Everyone was in a good mood. Everyone was being offered an opportunity to taste something new. Everyone was being welcomed to come inside. Everyone was offered a true taste of Bermuda. It was happy hour, a time that started at 2:00 in the afternoon and ended at 4:00.

And, it did not take long to understand the timing of Happy Hour. The Dockyard is the place where large cruise ships are anchored. The ship right outside the location of the craft market was scheduled to leave at 4:30. Happy Hour was planned at a time when the visitors to the island would be most likely to enjoy one more final taste of Bermuda, buy one more bottle of Rum, take home one more Rum cake for an office mate, or buy one more Christmas ornament made from Bermuda glass. The samples were not for the locals - they were for visitors. The pub specials were not created around the schedules of the locals - they were designed specifically for the people who would be visiting. The atmosphere was carefully choreographed with the visitor in mind.

When Happy Hour ended, Wayne, the musician, came over to talk with us. He shared a part of his story and then asked why we were on the island. I shared how I was here to preach for two Sundays, and he immediately said, "I'm an Atheist." When we continued to talk, he shared how he had been all over the world and observed each religion of the world. He told us how he had read the Koran and read the Bible, how he had worshipped with Buddhists and with Catholics. "When I examine the way people live, however, I realize that the people who are Buddhists live a lot more like Jesus than the people who claim to be Christians," he shared. He continued to talk about the hypocrisy of the church and how he does not see many Christians being kind and loving, generous and hospitable, caring and gentle. When our conversation had ended, we all concluded that Wayne really has not given up on God - but on the church. As a result of the church, he wants nothing to do with God.

What if our churches spent time doing whatever we could to prepare for Wayne's arrival? What if each action and time of worship was prepared not for the people who always come but for the person who has never come? What if we created an atmosphere for the visitor like the one we encountered in the pub yesterday - where the very best was offered without price, where the locals were all eager to welcome and greet the newcomer, where excitement and anticipation filled the air, where everything was perfectly planned and executed for the visitor?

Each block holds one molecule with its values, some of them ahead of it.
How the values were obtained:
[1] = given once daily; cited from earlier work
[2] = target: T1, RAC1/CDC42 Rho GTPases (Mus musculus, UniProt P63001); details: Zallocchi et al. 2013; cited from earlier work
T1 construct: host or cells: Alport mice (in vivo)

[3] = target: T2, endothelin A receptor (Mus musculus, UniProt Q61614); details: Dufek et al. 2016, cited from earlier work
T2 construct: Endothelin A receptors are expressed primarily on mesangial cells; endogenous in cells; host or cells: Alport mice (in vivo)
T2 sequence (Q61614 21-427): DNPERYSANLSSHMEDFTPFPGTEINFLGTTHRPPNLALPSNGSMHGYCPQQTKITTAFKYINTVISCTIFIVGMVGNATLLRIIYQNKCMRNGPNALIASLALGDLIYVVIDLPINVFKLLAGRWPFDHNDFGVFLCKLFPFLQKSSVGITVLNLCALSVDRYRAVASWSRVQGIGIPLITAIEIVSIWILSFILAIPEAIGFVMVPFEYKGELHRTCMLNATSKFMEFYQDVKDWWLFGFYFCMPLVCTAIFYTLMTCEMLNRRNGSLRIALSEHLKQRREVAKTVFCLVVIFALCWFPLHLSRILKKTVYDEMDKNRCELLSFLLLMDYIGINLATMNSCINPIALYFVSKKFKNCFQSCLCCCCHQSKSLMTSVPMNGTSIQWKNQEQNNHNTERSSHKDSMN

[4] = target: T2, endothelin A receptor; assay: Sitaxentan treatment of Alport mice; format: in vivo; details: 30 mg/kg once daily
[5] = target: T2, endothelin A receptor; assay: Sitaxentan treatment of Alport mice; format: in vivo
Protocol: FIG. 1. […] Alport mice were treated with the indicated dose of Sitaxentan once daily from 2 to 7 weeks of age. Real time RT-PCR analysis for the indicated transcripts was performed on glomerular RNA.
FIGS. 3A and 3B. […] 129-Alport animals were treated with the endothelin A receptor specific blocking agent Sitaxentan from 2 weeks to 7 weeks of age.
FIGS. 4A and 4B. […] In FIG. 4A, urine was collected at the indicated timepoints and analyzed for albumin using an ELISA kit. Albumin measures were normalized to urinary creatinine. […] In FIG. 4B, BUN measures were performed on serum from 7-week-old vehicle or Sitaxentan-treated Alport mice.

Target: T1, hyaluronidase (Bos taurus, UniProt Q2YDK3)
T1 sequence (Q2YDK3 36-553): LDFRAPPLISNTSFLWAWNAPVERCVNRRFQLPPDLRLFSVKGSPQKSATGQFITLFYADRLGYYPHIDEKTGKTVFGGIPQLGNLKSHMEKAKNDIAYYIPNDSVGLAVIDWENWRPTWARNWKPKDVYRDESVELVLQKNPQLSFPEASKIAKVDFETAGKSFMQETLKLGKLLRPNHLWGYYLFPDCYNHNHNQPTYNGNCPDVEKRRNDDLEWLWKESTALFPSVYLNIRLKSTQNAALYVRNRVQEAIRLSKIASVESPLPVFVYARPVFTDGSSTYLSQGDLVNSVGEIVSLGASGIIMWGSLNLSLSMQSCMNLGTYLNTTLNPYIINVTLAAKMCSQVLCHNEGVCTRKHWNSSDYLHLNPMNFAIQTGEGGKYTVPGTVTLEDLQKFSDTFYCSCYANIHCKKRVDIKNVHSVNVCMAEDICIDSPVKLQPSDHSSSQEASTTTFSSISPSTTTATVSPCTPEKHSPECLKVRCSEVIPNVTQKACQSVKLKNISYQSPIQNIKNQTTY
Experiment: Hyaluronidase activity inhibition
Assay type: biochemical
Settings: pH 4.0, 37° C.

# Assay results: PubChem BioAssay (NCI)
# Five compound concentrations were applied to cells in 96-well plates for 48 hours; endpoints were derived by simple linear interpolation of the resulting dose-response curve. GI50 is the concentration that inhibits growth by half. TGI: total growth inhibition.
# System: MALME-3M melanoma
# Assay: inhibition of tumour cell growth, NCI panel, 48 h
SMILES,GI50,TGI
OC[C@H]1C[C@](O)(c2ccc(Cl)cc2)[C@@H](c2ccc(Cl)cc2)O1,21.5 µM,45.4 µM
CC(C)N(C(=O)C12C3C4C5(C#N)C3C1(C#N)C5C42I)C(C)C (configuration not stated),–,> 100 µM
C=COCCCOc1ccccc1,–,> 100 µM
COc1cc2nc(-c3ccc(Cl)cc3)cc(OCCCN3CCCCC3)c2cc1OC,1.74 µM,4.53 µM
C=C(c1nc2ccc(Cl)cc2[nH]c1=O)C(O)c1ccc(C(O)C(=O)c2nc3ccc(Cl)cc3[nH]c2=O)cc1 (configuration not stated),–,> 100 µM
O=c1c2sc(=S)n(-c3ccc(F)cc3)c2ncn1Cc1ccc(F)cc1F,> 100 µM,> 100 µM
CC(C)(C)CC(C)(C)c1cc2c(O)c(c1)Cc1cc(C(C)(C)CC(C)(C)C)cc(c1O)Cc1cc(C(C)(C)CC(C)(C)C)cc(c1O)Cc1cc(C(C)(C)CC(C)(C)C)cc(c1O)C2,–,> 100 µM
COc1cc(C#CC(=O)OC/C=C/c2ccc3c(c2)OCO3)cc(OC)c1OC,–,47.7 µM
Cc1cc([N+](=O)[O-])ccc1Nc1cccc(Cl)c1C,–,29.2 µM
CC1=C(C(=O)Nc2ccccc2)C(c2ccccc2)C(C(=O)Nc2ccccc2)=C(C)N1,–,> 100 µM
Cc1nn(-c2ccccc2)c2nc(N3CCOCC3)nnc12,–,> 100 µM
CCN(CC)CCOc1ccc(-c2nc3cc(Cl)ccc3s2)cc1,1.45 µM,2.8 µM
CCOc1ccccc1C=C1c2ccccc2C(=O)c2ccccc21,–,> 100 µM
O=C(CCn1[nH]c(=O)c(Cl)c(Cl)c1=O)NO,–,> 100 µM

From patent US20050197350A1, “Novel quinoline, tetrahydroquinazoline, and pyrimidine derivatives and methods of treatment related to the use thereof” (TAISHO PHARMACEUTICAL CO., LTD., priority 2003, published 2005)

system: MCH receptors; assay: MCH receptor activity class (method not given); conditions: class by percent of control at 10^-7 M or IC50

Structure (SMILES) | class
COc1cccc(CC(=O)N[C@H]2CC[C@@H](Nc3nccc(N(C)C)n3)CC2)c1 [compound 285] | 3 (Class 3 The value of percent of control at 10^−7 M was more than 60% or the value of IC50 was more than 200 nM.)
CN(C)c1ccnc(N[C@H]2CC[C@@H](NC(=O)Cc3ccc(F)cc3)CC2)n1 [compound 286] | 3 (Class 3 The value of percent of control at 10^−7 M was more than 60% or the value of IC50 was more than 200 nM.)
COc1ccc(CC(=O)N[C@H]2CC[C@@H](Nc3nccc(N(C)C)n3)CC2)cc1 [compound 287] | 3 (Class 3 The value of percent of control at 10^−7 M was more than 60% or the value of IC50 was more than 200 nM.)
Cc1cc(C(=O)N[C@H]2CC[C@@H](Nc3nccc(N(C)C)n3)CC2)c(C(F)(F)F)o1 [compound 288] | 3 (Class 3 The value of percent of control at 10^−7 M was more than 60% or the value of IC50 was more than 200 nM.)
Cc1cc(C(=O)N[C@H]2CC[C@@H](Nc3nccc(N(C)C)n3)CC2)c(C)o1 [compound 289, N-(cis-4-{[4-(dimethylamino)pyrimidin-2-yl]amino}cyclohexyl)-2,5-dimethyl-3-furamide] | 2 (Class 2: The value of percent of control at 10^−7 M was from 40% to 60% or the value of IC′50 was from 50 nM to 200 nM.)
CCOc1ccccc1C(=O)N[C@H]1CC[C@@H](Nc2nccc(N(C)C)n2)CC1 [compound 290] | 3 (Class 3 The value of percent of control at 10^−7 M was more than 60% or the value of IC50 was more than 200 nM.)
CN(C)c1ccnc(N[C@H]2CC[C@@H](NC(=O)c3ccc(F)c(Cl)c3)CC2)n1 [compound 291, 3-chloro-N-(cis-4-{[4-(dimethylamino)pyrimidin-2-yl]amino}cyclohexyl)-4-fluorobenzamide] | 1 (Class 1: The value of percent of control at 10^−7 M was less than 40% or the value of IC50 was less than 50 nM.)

We gather around a table in our sanctuaries where all are welcome and no one is turned away. Wine is shared - wine that represents the very best poured out so that all might have eternal life. We break bread that is the bread of life. We pass peace as we celebrate our reconciliation made possible through Christ. We hear the story of how we are to care for the people around us - especially the individuals who are too often forgotten. We are welcomed - no matter who we are, where we have been, or what we have done.

I wish Wayne lived in Washington. I'm pretty sure I could get him to visit Mount Vernon Place sometime. And yet, I am quite sure that there are people like Wayne all around us - all around each of our churches. What will we do to prepare for his arrival?

Thursday, August 26, 2010

In the Eye of the Storm

I've never been in the eye of a storm. When I lived in North Carolina, there were times when powerful winds blew. I have survived snow storms. I have been caught in a thunderstorm without an umbrella. But, I have never before been in a place before that is the target for a hurricane.

Yesterday, all that changed. Throughout the day, I kept looking at the Weather Channel, wondering what would happen if Hurricane Danielle were to hit the island of Bermuda. I called US Airways to inquire about the status of our flights. I talked with the lay leader of the congregation where I am serving for two weeks, asking if they ever cancel church. I have done everything I can to increase my sense of anxiety and anticipation.

All the while, no one around me is really worrying. None of the Bermudans seem worried about the storm. Everyone assures me that the houses have been built to withstand any storm. "Church will go on as planned," I have been told.

The above map lightens my load. The island is no longer in the center of the storm. The Hurricane is moving to the East at a pace I much prefer. I am thankful.